In exhibitions like “The Blues,” 2008, and “The Cutting Edge,” 2009, at the Textile Museum of Canada, Patricia Bentley gathered materials from the collection and acquired materials from fashion designers, collectors and artists, to place the historic into a contemporary context. While with “Magic Squares: The Patterned Imagination of Muslim Africa in Contemporary Culture,” 2011, she places the work of contemporary artist: Jamelie Hassan, Hamid Kachmar, Alia Toor and Tim Whiten into a historical context. It is this type of mixing materials from collections with work being made today that (rather than merely suggest, imply or reformulate), shows the through lines with traditional ways of making or borrowing and appropriating meaning.
Evening Bag collection of Dufferin County Archives and Museum and Archive
Another approach is for curators presenting material or objects from the collection and inviting artists to create new work in direct response to these pieces. The Dufferin County Archives and Museum and Archive have been doing this since 2011 with an exhibition entitled, “Stitches Across Time.” Curator Sarah Robinson selects 6 textile pieces from the collection which are then presented in a call for submissions. Jurors make the final selection. You can see photos of the inspiration pieces and some of the work in the next article: “Stitches Across Time 2014 Gallery” It is interesting to find the relationship between the inspiration piece and the new work created in response to it.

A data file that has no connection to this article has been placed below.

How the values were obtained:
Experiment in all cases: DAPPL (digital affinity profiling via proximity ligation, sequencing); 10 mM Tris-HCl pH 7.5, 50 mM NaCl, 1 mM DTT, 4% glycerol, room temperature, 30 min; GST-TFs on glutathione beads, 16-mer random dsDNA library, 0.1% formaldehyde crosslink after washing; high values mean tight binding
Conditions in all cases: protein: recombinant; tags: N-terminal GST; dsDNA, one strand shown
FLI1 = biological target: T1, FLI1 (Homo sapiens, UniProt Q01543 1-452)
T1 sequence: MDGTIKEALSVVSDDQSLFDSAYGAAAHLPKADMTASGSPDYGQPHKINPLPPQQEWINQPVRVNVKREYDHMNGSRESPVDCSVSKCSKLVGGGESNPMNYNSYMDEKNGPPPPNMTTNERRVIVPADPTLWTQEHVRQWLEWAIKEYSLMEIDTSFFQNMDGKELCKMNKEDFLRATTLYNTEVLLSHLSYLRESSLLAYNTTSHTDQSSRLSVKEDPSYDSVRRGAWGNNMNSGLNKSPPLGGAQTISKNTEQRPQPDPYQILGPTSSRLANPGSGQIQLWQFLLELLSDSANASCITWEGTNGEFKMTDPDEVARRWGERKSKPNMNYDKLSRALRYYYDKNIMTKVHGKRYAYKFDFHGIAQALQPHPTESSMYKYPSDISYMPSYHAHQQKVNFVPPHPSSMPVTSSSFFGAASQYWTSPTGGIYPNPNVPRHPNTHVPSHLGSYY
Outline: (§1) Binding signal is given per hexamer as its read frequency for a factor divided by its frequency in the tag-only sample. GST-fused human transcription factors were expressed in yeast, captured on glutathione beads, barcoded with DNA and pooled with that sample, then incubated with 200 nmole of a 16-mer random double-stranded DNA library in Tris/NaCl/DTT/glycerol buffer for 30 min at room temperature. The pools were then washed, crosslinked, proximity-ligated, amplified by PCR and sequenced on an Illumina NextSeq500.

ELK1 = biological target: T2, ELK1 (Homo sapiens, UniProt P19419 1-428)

Objet rituel perlé, 19e siècle Beaded ritual object , / 19th century Peau de chevreuil, crin, verre, tendon, coton / Deer skin, hair, glass, tendon, cotton 42.5 x 9.7 cm MMAQ, 1982.8 Connective Tissue/ Tissu Conjonctif 2007 Musée des Maîters et Artisans du Québec
Directions: from historical sources, By Helen Duffy, 1989 © 2007 Textile Museum of Canada
“Dorothy Caldwell: In Good Repair is based on the artist's experience at the Textile Museum of Canada where she studied artifacts from the Museum's historic collection. Caldwell's textiles draw their vocabulary from domestic cloth, such as samplers and quilts, as well as from the history of household practices such as darning, mending and sewing. “ from TMC Website (http://www.textilemuseum.ca/exhibitions/past-exhibitions/dorothy-caldwell-in-good-repair )
The Blues” curated by Patricia Bentley, Selvedge Issue 21 , review written by Andrea Carson
The Cutting Edge
Date: Nov 19, 2008 - July 7, 2009
Magic Squares: The Patterned Imagination of Muslim Africa in Contemporary Culture
Date: May 18 - Nov 20, 2011
Dufferine County Museum and Archive http://www.dufferinmuseum.com/About/DCMACelebrates/TheQuiltsofDufferinCounty.aspx
Stitches across timehttp://www.stitchesacrosstime.com/index.htm